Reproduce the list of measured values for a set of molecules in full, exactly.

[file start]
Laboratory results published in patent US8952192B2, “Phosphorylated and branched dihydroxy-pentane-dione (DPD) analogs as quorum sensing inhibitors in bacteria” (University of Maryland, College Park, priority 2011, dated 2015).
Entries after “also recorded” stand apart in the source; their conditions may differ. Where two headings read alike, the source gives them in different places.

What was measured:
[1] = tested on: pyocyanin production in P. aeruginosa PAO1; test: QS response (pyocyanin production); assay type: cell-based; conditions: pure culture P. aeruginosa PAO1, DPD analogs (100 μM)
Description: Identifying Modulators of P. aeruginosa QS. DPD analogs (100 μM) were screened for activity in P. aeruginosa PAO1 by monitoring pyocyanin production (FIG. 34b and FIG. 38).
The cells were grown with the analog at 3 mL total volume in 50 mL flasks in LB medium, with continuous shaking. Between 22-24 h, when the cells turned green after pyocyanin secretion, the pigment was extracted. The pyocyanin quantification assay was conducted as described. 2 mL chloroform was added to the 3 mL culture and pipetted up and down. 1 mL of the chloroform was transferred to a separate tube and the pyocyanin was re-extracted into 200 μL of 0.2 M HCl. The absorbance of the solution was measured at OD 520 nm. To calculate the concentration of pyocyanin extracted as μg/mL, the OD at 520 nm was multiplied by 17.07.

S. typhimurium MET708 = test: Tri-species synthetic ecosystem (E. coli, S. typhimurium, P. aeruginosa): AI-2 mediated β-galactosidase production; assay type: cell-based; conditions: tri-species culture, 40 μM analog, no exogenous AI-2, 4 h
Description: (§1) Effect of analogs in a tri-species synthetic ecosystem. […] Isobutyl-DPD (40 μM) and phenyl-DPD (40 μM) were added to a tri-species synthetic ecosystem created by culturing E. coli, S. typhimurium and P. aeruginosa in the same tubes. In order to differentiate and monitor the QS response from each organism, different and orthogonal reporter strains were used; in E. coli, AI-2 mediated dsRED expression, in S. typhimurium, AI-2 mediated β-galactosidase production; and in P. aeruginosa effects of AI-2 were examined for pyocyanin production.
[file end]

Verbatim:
Laboratory results published in patent US8952192B2, “Phosphorylated and branched dihydroxy-pentane-dione (DPD) analogs as quorum sensing inhibitors in bacteria” (University of Maryland, College Park, priority 2011, dated 2015).
Entries after “also recorded” stand apart in the source; their conditions may differ. Where two headings read alike, the source gives them in different places.

What was measured:
[1] = tested on: pyocyanin production in P. aeruginosa PAO1; test: QS response (pyocyanin production); assay type: cell-based; conditions: pure culture P. aeruginosa PAO1, DPD analogs (100 μM)
Description: Identifying Modulators of P. aeruginosa QS. DPD analogs (100 μM) were screened for activity in P. aeruginosa PAO1 by monitoring pyocyanin production (FIG. 34b and FIG. 38).
The cells were grown with the analog at 3 mL total volume in 50 mL flasks in LB medium, with continuous shaking. Between 22-24 h, when the cells turned green after pyocyanin secretion, the pigment was extracted. The pyocyanin quantification assay was conducted as described. 2 mL chloroform was added to the 3 mL culture and pipetted up and down. 1 mL of the chloroform was transferred to a separate tube and the pyocyanin was re-extracted into 200 μL of 0.2 M HCl. The absorbance of the solution was measured at OD 520 nm. To calculate the concentration of pyocyanin extracted as μg/mL, the OD at 520 nm was multiplied by 17.07.

S. typhimurium MET708 = test: Tri-species synthetic ecosystem (E. coli, S. typhimurium, P. aeruginosa): AI-2 mediated β-galactosidase production; assay type: cell-based; conditions: tri-species culture, 40 μM analog, no exogenous AI-2, 4 h
Description: (§1) Effect of analogs in a tri-species synthetic ecosystem. […] Isobutyl-DPD (40 μM) and phenyl-DPD (40 μM) were added to a tri-species synthetic ecosystem created by culturing E. coli, S. typhimurium and P. aeruginosa in the same tubes. In order to differentiate and monitor the QS response from each organism, different and orthogonal reporter strains were used; in E. coli, AI-2 mediated dsRED expression, in S. typhimurium, AI-2 mediated β-galactosidase production; and in P. aeruginosa effects of AI-2 were examined for pyocyanin production.